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Honesty laws and HCA regulation would make NHS safer, say nurses


Calls for a legally-enforced “duty of candour” to be introduced in the NHS in order to encourage and protect whistleblowers have been overwhelmingly welcomed by nurses.

The majority of nurses also believe that regulating healthcare support workers – also known as healthcare assistants – would significantly benefit patient care.

A Nursing Times survey of just under 3,000 nurses has revealed the first snapshot of how the profession views the recommendations made in Robert Francis QC’s seminal report since it was published on 6 February.

An overwhelming majority, 95%, of survey respondents welcomed one of the Mid Staffordshire Foundation Trust public inquiry report’s key recommendations to introduce mandatory regulation for healthcare assistants, but around 94% said it should have also recommended regulation for managers.

The majority of nurses thought HCA regulation would be of significant benefit to patient care and 73% said it would be of “great benefit” to nurses in terms of improving their working day.

A further three-quarters of respondents also said it was “very important” for staff to wear badges and uniforms that clearly distinguished between HCAs and registered nurses.

Another major recommendation in the report surrounded the need for a legal “duty of candour” to encourage and protect staff to raise concerns over patient safety.

The survey indicated that 92% of nurses either “agreed” or “strongly agreed” with the idea that new laws should require all NHS staff and directors to be open and honest when mistakes occurred.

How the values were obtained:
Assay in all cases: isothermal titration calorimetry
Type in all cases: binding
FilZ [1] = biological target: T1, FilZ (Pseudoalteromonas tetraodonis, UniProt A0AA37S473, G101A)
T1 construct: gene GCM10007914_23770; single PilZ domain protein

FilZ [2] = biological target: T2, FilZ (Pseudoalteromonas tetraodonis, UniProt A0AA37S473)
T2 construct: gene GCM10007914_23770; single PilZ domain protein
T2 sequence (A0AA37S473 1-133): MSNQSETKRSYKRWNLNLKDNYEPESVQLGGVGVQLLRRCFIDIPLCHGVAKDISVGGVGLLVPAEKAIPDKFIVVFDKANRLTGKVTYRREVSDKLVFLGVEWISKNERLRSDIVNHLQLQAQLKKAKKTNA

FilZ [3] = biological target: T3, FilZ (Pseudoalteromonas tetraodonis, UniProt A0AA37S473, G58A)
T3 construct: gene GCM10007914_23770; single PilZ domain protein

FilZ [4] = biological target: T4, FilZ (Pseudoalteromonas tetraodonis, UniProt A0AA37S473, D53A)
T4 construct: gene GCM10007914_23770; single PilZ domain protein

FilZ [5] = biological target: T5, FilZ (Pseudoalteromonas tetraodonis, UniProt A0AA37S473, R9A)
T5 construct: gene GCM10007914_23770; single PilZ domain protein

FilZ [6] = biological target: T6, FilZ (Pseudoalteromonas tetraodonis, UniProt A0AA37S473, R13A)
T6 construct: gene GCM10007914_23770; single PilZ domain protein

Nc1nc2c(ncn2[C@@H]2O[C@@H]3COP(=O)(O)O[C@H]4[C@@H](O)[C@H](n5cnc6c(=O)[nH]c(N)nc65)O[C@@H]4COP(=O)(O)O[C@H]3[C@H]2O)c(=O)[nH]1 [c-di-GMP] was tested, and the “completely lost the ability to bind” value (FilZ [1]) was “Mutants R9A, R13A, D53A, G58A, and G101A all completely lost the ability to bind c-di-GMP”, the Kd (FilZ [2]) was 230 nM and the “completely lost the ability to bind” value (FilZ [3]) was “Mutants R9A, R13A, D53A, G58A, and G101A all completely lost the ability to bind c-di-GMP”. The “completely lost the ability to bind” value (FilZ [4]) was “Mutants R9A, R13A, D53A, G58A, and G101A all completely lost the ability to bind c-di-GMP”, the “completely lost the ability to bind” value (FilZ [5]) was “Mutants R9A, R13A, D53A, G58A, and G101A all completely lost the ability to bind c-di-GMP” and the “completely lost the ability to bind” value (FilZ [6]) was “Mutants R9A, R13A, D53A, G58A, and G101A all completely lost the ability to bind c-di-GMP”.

Around 80% of respondents backed the introduction of specially trained “older person’s nurses”, agreeing that they would improve care for older patients.

More popular still was the idea of assigning patients a “key nurse” on each shift to coordinate their care – though 70% thought it would be “difficult” or “very difficult” to implement in practice.  

Meanwhile, just over half of respondents, 55%, said they would like to see the Royal College of Nursing separate its role as a trade union and a professional organisation. The Francis report highlighted what it described as an “inherent conflict” between the RCN’s dual functions.

Most nurses, 77%, also liked the idea that potential nursing students should complete three months or more work experience before starting their course.

  • Full results from the survey will be published soon.

Readers' comments (11)

  • Just in case of confusion in comment above, the registered midwife was struck off for abuse of her patient, not because of working as a HCA.

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